On the quality of design

Ever since the building boom of the 1920s and the subsequent depression of the 1930s, Rockford’s quest for quality architecture has never quite recovered. For the last 70 years, “Economy” has always been the password for constructing any type of building in our community. Creative and imaginative design has sounded too expensive and something that was not affordable. Unfortunately for the community, that type of attitude and thinking has led us to mediocrity and uninspired buildings. That “keep it cheap” thinking has resulted in the community having an inferiority complex about itself and has now resulted in disinvestment in our community.

Good, quality, design is a hallmark of successful and progressive communities. The building boom of the 1990s was the era of big boxes moving into our community. They also provided the same curb appeal of a box. They have not enriched our community, nor has it been their purpose to do so with their architectural design. Our newest office structures are also one-story boxes with little or no design. Local developers have not seen the value in creating outstanding architectural design.

If Rockford is to pull itself out of a malaise of mediocrity, it must look at itself and its approach to architectural design. We have a great opportunity downtown in the River District to create a new image for our community. With the advent of the new federal courthouse, and the new Justice Center, we have a grand opportunity to shape and mold the future impressions of our community. There are also many other projects on the horizon, such as the Burpee and the Discovery Center expansions, and other riverfront improvement projects. All of these projects need to have creative and exciting designs that push the envelope of design. They need to be inspiring and progressive in their appearance. We need to focus our efforts especially along the river, which is our community’s greatest asset.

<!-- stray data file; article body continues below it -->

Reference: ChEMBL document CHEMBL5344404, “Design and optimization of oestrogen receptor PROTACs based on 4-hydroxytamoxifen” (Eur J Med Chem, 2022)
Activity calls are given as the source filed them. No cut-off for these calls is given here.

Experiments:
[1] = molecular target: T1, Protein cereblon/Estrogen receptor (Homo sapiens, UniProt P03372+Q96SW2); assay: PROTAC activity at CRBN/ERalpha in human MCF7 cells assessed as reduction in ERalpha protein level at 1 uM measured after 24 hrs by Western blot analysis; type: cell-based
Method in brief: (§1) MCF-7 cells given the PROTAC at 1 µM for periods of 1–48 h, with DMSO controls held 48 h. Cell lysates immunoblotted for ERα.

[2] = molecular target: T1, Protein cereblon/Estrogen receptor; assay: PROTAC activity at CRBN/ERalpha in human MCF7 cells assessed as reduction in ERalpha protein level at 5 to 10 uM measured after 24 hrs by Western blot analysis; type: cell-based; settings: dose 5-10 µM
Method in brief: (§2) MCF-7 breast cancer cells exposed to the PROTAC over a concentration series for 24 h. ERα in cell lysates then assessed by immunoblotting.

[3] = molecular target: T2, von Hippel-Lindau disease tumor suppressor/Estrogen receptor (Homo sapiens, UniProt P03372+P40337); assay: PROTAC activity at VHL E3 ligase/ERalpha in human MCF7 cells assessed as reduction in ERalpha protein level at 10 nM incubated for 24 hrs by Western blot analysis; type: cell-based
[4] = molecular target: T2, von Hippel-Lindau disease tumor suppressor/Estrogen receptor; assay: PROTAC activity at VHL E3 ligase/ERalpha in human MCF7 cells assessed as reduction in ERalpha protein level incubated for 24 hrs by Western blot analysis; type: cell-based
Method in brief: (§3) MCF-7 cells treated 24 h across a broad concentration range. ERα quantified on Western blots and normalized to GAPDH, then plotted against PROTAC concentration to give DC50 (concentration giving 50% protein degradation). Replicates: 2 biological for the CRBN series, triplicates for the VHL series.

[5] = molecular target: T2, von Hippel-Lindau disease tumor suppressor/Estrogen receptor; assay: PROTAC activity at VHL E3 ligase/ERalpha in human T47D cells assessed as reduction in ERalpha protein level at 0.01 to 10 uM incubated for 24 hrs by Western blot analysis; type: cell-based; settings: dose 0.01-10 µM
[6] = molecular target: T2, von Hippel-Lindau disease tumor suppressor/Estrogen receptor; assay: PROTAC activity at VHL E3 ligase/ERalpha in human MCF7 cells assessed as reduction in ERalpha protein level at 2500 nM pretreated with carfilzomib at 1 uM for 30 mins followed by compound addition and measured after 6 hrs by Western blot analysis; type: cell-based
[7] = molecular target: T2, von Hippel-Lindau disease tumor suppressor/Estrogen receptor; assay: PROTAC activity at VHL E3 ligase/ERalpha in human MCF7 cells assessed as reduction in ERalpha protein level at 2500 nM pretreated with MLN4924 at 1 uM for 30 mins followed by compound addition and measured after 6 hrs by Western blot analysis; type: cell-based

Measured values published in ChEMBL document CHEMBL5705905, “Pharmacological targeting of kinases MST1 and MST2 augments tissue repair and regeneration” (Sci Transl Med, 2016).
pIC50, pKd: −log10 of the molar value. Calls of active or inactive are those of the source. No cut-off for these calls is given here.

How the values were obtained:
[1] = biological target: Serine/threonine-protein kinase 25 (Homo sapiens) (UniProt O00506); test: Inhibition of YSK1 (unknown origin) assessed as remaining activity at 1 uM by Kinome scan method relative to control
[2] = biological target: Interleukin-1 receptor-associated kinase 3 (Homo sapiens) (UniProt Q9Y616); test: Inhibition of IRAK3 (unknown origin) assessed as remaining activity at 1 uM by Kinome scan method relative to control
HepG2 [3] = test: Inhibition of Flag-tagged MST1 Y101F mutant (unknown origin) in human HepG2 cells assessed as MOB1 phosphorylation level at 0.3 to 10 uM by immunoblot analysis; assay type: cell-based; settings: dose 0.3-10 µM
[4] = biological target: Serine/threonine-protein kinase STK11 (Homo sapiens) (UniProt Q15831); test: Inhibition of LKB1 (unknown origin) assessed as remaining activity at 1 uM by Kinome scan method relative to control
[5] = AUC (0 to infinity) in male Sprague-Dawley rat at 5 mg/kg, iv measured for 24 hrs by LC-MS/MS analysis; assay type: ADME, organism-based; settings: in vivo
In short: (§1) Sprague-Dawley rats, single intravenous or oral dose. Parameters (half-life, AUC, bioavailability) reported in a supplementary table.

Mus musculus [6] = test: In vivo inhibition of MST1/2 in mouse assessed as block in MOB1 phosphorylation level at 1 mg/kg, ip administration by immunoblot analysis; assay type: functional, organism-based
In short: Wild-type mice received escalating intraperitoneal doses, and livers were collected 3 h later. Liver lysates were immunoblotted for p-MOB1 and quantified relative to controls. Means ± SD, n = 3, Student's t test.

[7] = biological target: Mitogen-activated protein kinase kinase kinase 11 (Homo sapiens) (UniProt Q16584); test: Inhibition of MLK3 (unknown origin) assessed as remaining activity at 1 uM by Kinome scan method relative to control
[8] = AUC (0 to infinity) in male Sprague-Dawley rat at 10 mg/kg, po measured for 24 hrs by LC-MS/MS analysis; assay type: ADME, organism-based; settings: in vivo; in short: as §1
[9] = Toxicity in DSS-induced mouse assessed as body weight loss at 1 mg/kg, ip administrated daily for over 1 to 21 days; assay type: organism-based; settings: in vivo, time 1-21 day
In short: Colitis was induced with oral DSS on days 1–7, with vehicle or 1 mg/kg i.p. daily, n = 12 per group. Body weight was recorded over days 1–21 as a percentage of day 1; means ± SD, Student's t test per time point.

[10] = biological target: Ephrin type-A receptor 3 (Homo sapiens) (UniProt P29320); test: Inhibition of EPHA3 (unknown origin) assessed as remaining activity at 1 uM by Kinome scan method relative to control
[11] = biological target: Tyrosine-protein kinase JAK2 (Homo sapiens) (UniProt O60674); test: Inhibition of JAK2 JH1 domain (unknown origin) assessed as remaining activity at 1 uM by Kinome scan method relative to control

Outstanding architectural design can be utilized to power the imagination, to uplift and excite our citizens. If we fail to do so, our community’s future is at risk. The lack of risk taking in our architecture has left us uninspired and wanting change.

If we are to create a new future for our community we need to re-establish our sense of community, pride and that pride can come from its architecture. We must demand from developers and our public bodies only the very best of design. We must be willing to accept and pay for good design. The cost of good design is minimal compared to the cost of mediocrity. Our community leaders must be willing to step up and demand the same thing. I believe there is a ground swell of support to make a change for our community and that change revolves around requesting and demanding better design that can wow and inspire our community.

Gary Anderson is owner of Gary W. Anderson & Associates Inc. Architects in Rockford.

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